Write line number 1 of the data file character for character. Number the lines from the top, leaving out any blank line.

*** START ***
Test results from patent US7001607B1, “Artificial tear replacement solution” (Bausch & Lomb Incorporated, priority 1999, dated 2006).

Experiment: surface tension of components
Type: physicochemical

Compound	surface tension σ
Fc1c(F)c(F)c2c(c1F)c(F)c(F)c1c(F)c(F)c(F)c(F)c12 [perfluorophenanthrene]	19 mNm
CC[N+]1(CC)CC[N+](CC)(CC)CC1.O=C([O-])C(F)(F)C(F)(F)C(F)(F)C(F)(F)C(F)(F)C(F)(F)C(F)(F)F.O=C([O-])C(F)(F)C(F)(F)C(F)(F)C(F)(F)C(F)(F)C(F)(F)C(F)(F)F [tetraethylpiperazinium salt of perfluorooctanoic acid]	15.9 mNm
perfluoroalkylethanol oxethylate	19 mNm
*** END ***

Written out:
Test results from patent US7001607B1, “Artificial tear replacement solution” (Bausch & Lomb Incorporated, priority 1999, dated 2006).